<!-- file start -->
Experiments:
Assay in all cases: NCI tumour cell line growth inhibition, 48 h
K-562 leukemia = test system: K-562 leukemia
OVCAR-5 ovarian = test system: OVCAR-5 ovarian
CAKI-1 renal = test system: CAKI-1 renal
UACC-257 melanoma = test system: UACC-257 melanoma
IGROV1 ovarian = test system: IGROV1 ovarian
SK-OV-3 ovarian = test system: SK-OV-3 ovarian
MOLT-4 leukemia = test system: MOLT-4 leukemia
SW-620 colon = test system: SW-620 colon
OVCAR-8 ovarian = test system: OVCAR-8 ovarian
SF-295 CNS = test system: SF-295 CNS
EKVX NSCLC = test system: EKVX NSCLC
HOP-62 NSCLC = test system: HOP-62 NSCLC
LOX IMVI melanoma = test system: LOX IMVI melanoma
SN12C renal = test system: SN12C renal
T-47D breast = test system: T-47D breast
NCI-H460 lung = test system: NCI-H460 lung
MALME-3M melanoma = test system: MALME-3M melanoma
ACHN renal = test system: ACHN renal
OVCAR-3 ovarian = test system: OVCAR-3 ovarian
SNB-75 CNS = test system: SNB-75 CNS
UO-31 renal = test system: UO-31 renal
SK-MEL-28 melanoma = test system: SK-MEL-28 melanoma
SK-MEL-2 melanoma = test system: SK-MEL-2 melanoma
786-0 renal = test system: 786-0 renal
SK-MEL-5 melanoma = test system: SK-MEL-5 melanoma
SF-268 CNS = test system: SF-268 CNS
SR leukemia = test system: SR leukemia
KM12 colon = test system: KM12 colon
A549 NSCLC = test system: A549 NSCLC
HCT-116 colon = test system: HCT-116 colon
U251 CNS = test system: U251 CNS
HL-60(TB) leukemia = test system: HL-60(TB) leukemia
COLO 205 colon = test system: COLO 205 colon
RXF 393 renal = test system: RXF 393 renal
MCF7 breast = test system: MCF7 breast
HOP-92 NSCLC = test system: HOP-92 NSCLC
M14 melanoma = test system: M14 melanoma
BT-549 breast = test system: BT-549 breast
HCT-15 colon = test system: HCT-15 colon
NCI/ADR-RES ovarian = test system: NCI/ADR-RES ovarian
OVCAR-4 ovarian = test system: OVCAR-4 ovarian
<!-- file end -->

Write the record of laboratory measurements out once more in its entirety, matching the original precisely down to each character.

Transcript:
Experiments:
Assay in all cases: NCI tumour cell line growth inhibition, 48 h
K-562 leukemia = test system: K-562 leukemia
OVCAR-5 ovarian = test system: OVCAR-5 ovarian
CAKI-1 renal = test system: CAKI-1 renal
UACC-257 melanoma = test system: UACC-257 melanoma
IGROV1 ovarian = test system: IGROV1 ovarian
SK-OV-3 ovarian = test system: SK-OV-3 ovarian
MOLT-4 leukemia = test system: MOLT-4 leukemia
SW-620 colon = test system: SW-620 colon
OVCAR-8 ovarian = test system: OVCAR-8 ovarian
SF-295 CNS = test system: SF-295 CNS
EKVX NSCLC = test system: EKVX NSCLC
HOP-62 NSCLC = test system: HOP-62 NSCLC
LOX IMVI melanoma = test system: LOX IMVI melanoma
SN12C renal = test system: SN12C renal
T-47D breast = test system: T-47D breast
NCI-H460 lung = test system: NCI-H460 lung
MALME-3M melanoma = test system: MALME-3M melanoma
ACHN renal = test system: ACHN renal
OVCAR-3 ovarian = test system: OVCAR-3 ovarian
SNB-75 CNS = test system: SNB-75 CNS
UO-31 renal = test system: UO-31 renal
SK-MEL-28 melanoma = test system: SK-MEL-28 melanoma
SK-MEL-2 melanoma = test system: SK-MEL-2 melanoma
786-0 renal = test system: 786-0 renal
SK-MEL-5 melanoma = test system: SK-MEL-5 melanoma
SF-268 CNS = test system: SF-268 CNS
SR leukemia = test system: SR leukemia
KM12 colon = test system: KM12 colon
A549 NSCLC = test system: A549 NSCLC
HCT-116 colon = test system: HCT-116 colon
U251 CNS = test system: U251 CNS
HL-60(TB) leukemia = test system: HL-60(TB) leukemia
COLO 205 colon = test system: COLO 205 colon
RXF 393 renal = test system: RXF 393 renal
MCF7 breast = test system: MCF7 breast
HOP-92 NSCLC = test system: HOP-92 NSCLC
M14 melanoma = test system: M14 melanoma
BT-549 breast = test system: BT-549 breast
HCT-15 colon = test system: HCT-15 colon
NCI/ADR-RES ovarian = test system: NCI/ADR-RES ovarian
OVCAR-4 ovarian = test system: OVCAR-4 ovarian